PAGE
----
The speakers can be bi-wired or bi-amped but we went for a simple wiring solution for our testing. Monitor Audio suggests 50-70 hours of initial break-in but we would suggest a 100 hour break-in period in order to be sure they have reached their peak performance. If your speakers are new and they don’t sound exactly as you expected give them some time to flex as this is the case with most new ones.
Now, for our movie testing we switch to a 4.0 channels setup with only the two front channels taken by the Gold 200 while also used a pair of surround speakers to get some basic over-the-shoulder activity. We are not using any center, subwoofer or Atmos speakers here because we want to determine how much the front channels can cover for such omissions. Obviously based on what we hear having a complete surround setup will offer you far greater precision, immersion and overall extension. On the other hand for our music tests we switch to a pure 2.0 channels stereo setup as this is the type of preference for most music purists.
For our first film testing we decided to go with Ready Player One in 4K UHD which uses a mind blowing Dolby Atmos track. Let’s see how the Gold 200 speakers can do with a half baked 4.0 channels surround setup.
If you have seen Ready Player One then you know that the film is a visual and audio extravaganza and it’s a geek heaven to say the least. The film will make good use of as much speakers as you have and there are so many action scenes and grander scale moments happening in its virtual world that can really impress even the most hard convincing of viewers.
At the front the Gold 200 created a very detailed soundstage with a lot of resolution and volume. The speakers are not shy on rendering even the tinniest of details and the film provided many opportunities to show this. The soundstage was not as wide or deep as we were expecting it to be but it was sufficient enough giving you some extension beyond the speakers limits.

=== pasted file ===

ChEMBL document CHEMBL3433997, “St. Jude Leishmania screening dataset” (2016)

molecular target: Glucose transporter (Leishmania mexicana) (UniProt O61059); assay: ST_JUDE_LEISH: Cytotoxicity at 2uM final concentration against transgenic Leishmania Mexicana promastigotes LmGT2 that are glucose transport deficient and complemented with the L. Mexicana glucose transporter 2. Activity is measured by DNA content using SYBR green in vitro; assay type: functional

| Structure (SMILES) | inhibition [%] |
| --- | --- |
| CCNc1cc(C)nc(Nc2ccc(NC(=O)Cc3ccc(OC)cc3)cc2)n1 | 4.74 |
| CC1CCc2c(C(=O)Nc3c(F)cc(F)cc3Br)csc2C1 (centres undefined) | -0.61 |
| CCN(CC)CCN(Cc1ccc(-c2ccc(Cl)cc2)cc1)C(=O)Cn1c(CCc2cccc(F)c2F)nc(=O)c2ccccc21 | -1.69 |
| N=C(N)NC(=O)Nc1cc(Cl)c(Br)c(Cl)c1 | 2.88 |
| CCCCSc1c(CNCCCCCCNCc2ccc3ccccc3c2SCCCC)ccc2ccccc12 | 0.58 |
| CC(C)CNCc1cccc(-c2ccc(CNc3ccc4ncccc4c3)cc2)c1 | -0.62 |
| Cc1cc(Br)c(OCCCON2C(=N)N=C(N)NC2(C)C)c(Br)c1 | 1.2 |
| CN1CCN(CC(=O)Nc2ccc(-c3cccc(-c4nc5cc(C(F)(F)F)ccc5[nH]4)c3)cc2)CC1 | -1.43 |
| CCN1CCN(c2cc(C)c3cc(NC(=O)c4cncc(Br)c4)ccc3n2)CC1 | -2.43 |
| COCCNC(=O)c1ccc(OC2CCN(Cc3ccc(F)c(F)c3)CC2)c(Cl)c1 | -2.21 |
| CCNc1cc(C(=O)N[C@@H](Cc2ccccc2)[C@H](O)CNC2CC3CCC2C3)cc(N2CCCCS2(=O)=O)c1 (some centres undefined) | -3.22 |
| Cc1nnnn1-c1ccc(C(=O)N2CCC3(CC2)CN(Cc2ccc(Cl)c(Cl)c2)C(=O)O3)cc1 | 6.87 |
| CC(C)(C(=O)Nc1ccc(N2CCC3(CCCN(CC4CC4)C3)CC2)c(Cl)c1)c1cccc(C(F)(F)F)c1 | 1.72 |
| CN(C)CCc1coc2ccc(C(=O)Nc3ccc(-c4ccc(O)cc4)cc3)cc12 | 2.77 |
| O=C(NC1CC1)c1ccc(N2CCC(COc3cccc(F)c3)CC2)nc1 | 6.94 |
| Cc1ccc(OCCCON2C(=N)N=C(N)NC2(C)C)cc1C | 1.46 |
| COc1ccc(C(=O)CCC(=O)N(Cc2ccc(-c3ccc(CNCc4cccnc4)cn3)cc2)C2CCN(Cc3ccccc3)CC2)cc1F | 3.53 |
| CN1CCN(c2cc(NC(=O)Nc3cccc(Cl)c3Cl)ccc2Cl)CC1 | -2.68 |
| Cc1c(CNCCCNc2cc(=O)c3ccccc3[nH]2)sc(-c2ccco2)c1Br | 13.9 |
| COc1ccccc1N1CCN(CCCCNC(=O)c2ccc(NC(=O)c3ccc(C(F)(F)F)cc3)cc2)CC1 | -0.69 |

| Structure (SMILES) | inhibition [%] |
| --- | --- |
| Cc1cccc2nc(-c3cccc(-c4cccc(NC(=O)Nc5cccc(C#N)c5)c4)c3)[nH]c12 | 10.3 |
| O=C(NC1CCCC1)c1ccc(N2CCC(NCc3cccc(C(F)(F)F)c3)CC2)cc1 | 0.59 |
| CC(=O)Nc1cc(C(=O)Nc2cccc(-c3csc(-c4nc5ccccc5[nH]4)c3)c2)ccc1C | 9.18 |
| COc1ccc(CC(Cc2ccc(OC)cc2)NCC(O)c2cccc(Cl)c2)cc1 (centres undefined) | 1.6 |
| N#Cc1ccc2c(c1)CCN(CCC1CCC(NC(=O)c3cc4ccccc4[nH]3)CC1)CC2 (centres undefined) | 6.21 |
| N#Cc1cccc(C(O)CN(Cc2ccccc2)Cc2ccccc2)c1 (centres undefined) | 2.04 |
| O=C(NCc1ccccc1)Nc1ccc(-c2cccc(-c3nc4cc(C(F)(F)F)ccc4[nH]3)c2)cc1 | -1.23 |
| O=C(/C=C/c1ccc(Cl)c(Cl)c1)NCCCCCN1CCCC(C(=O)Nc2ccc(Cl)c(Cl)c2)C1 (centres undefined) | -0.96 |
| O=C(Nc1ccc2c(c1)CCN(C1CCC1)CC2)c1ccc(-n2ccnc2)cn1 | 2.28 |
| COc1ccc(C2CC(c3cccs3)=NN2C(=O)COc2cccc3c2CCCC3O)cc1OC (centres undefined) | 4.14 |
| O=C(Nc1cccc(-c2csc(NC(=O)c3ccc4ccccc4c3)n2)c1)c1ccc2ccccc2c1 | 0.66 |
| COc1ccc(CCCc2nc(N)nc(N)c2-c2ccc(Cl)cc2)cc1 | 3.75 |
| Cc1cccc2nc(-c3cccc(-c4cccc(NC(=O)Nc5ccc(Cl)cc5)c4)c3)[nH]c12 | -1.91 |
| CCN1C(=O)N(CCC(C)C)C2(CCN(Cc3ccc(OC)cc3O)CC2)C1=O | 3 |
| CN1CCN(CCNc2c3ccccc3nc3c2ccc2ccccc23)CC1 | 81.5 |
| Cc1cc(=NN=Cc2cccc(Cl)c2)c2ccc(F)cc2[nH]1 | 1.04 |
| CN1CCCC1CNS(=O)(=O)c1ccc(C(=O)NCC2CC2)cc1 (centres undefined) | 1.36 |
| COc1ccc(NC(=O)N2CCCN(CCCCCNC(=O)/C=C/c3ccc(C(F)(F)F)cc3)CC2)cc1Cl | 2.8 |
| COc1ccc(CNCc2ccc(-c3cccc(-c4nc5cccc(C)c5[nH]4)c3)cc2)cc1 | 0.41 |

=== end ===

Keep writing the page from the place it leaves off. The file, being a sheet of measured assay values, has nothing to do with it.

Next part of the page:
Panning effects and channel shifting was handled with great precision and we didn’t pay attention to any lag or overlapping between the two front channels. Impressive was how the Gold 200 handled the dialogue. As we didn’t have a dedicated center channel all dialogue duties where handled by the two front channels and they did a magnificent job at covering the center speaker omission. Dialogue was distinct and clear even through all the mayhem and felt like was always coming from the center. You could very well close your eyes and believe that a center speaker was there in the first place.
Now with Ready Player One, being a film that fires on all cylinders, the Gold 200 felt like having great fun with such an acoustic cacophony as they managed to keep everything tight, under control and come out asking for more. Their mid-range was particularly impressive as they never felt going out of focus or loosing cohesion. The film has plenty of high pitched electronic sounds and the mix aimed high in many cases but this seemed to be the bread and butter for the Gold 200 as they rendered everything with an exciting tone but without becoming too much for the ear. In no case did we feel ear fatigue and given the nature of this mix this says a lot of how the speakers can handle the high frequencies.